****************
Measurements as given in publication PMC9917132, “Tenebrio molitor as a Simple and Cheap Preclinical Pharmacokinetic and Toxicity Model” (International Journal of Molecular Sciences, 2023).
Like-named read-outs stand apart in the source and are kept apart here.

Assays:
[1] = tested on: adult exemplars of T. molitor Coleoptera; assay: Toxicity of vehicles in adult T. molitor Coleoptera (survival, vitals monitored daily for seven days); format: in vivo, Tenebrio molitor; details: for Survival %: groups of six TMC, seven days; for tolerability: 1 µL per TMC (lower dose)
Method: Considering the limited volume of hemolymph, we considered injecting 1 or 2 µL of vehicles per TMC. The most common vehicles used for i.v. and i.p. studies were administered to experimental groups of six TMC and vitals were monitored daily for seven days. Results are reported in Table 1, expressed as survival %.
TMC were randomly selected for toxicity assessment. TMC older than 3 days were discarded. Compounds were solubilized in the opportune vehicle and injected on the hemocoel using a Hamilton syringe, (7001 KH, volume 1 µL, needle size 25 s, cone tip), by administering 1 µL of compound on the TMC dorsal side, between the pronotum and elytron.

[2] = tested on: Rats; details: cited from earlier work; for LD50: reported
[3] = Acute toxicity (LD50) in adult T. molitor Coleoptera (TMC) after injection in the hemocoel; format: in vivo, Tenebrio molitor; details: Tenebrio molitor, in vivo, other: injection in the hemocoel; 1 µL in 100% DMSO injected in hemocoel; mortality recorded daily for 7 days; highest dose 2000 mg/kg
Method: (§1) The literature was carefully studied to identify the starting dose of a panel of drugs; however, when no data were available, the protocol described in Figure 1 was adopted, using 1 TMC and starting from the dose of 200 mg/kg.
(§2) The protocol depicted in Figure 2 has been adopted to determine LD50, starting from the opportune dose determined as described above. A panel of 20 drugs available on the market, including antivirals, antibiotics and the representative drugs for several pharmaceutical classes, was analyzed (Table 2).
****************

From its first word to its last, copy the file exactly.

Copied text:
Measurements as given in publication PMC9917132, “Tenebrio molitor as a Simple and Cheap Preclinical Pharmacokinetic and Toxicity Model” (International Journal of Molecular Sciences, 2023).
Like-named read-outs stand apart in the source and are kept apart here.

Assays:
[1] = tested on: adult exemplars of T. molitor Coleoptera; assay: Toxicity of vehicles in adult T. molitor Coleoptera (survival, vitals monitored daily for seven days); format: in vivo, Tenebrio molitor; details: for Survival %: groups of six TMC, seven days; for tolerability: 1 µL per TMC (lower dose)
Method: Considering the limited volume of hemolymph, we considered injecting 1 or 2 µL of vehicles per TMC. The most common vehicles used for i.v. and i.p. studies were administered to experimental groups of six TMC and vitals were monitored daily for seven days. Results are reported in Table 1, expressed as survival %.
TMC were randomly selected for toxicity assessment. TMC older than 3 days were discarded. Compounds were solubilized in the opportune vehicle and injected on the hemocoel using a Hamilton syringe, (7001 KH, volume 1 µL, needle size 25 s, cone tip), by administering 1 µL of compound on the TMC dorsal side, between the pronotum and elytron.

[2] = tested on: Rats; details: cited from earlier work; for LD50: reported
[3] = Acute toxicity (LD50) in adult T. molitor Coleoptera (TMC) after injection in the hemocoel; format: in vivo, Tenebrio molitor; details: Tenebrio molitor, in vivo, other: injection in the hemocoel; 1 µL in 100% DMSO injected in hemocoel; mortality recorded daily for 7 days; highest dose 2000 mg/kg
Method: (§1) The literature was carefully studied to identify the starting dose of a panel of drugs; however, when no data were available, the protocol described in Figure 1 was adopted, using 1 TMC and starting from the dose of 200 mg/kg.
(§2) The protocol depicted in Figure 2 has been adopted to determine LD50, starting from the opportune dose determined as described above. A panel of 20 drugs available on the market, including antivirals, antibiotics and the representative drugs for several pharmaceutical classes, was analyzed (Table 2).